World Rugby hits back over concussion lawsuits and questions legal action


Speaking to Telegraph Sport, Gilpin has now revealed that World Rugby hopes to convince those players who are part of the legal action, or weighing up joining, that the governing body will do more to ensure the best possible systems are in place to support retiring players concerned by the risk of degenerative brain disease.

“We always say that anyone who has been in a rugby family never leaves it, and we have to demonstrate that to the players who feel that’s not the case. I can definitely say personally not a day or hour goes by in the job that I do where we are not thinking about these issues. It’s our number one priority for a good reason,” Gilpin explains.

“We’re focused on head contact, to make the game safe and make sure we do the right thing by players. We know that high contact in the tackle leads to the most concussions in the game, so we’ve had a big drive through law change, officiating and the way we teach tackle technique.”

Risks to elite pros not the same at grass-roots

Discussions around concussion and reducing head impacts remain a “very detailed, complex area”, Gilpin points out, but the governing body is eager to stress that head impacts in the community game “are not comparable” to professional players.

Findings from an extensive study undertaken by the University of Otago and New Zealand Rugby, set to be published by the end of the year, are expected to reinforce that head impacts in community and age-grade rugby are “very dissimilar to the elite level of the game”.

Gilpin adds: “Those important experiences of former elite international rugby players are being conflated into the question of whether it’s safe for my son or daughter to play mini rugby, and they are two different debates.

“Ninety-nine per cent of our global playing population in the sport are not playing at the elite, professional level. We’re confident that the type of head impacts that are occurring in the community game are not comparable to what’s happening in the elite game.”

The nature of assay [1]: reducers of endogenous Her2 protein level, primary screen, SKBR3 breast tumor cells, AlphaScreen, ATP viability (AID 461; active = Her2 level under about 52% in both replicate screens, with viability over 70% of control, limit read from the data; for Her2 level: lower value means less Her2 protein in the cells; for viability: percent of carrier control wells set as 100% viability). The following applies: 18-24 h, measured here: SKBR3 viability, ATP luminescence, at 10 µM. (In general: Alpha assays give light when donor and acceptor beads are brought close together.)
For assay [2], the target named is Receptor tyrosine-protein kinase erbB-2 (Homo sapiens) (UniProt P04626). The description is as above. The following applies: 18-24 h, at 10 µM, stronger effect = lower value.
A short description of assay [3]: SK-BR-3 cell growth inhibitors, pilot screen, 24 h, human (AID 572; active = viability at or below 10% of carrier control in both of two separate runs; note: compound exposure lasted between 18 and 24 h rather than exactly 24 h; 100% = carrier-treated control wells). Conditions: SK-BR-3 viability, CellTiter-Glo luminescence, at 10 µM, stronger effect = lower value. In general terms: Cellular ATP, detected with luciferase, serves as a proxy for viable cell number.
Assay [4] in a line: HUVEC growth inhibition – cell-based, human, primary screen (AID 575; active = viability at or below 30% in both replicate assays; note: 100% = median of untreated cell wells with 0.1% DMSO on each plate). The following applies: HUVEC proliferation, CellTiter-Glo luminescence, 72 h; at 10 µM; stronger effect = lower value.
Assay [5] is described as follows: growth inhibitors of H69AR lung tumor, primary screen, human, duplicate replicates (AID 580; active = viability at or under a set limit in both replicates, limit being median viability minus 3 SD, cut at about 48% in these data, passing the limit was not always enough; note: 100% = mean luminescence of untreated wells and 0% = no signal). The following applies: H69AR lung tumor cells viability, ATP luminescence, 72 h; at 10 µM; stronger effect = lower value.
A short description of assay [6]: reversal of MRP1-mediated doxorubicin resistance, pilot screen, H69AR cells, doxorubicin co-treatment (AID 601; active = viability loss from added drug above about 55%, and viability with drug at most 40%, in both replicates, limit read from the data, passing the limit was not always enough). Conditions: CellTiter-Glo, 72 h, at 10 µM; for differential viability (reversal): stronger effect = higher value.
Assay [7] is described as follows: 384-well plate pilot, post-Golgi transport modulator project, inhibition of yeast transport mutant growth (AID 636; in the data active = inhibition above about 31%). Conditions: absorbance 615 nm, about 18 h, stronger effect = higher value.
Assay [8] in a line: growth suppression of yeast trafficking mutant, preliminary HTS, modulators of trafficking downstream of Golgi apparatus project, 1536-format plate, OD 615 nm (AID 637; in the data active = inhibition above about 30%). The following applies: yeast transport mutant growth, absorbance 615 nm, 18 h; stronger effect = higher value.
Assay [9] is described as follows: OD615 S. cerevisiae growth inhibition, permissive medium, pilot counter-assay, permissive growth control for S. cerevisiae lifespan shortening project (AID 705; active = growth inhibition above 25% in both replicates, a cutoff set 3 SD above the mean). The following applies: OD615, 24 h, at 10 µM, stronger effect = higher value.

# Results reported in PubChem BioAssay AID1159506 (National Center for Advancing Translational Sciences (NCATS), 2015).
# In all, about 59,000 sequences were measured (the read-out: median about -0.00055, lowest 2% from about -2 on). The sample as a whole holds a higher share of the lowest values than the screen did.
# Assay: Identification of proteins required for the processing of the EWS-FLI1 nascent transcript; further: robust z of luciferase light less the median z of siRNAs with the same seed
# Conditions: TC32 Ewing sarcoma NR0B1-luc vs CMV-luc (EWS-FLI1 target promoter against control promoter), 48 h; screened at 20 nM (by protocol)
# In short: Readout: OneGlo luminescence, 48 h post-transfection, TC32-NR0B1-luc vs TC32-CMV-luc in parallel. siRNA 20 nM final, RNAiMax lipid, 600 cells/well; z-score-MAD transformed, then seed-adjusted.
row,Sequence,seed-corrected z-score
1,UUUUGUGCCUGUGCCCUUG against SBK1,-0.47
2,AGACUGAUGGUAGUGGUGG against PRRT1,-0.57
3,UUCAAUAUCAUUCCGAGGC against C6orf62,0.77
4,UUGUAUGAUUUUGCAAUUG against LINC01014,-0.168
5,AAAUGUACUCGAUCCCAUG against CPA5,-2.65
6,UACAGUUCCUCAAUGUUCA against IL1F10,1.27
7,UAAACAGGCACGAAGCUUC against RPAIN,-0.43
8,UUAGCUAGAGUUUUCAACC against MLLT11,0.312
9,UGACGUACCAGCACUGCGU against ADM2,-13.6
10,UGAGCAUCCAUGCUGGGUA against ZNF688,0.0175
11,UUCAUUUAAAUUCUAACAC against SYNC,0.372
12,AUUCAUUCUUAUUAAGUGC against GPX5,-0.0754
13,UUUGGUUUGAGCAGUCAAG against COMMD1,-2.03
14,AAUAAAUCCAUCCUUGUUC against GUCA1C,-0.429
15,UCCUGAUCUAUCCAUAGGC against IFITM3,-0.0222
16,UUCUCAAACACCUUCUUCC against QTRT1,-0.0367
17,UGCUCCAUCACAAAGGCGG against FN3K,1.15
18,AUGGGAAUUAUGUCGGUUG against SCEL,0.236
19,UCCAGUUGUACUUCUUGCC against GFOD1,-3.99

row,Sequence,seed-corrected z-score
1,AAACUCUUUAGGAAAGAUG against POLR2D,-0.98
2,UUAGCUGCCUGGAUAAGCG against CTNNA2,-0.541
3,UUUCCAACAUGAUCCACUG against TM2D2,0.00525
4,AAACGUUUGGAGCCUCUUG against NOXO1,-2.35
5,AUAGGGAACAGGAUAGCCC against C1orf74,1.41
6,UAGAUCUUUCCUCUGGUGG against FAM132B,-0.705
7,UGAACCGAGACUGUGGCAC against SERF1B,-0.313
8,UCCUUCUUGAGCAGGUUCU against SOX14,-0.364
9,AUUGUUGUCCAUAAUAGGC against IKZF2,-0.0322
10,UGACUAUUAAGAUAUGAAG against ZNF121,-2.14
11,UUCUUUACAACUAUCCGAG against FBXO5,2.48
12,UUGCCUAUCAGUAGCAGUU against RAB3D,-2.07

Why mandatory stand-down periods won’t work

Gilpin, who succeeded Brett Gosper as chief executive officer in January last year, has a lot on his plate when it comes to player safety, even though dialogue with the lobby group Progressive Rugby has come to a close in the midst of the legal proceedings. While the two parties have met for discussions in the past, there remain issues where both sides are wide apart.

“[Progressive Rugby] would like to see a different approach to the return-to-play protocols,” Gilpin explains. “Mandatory stand-downs… they understand why we don’t believe that’s right for the sport and we do believe the individualized return-to -play protocols are the correct way, because history will show that mandatory stand downs drive under-reporting of concussions, and we absolutely don’t want players not to come forward and report concussion symptoms because they’re worried about missing the next two or three games.

“We want concussions to be recognized and reported properly and players to be cared for based on their own factors, which is why there’s been this further evolution of the return-to-play protocols which take into account players’ concussion history, both immediate and longer term and periods of return to play are adjusted accordingly.

“That’s not driven by World Rugby making those decisions in a dark room, it’s the independent concussion expert group that we have driving those decisions based on the latest science.”

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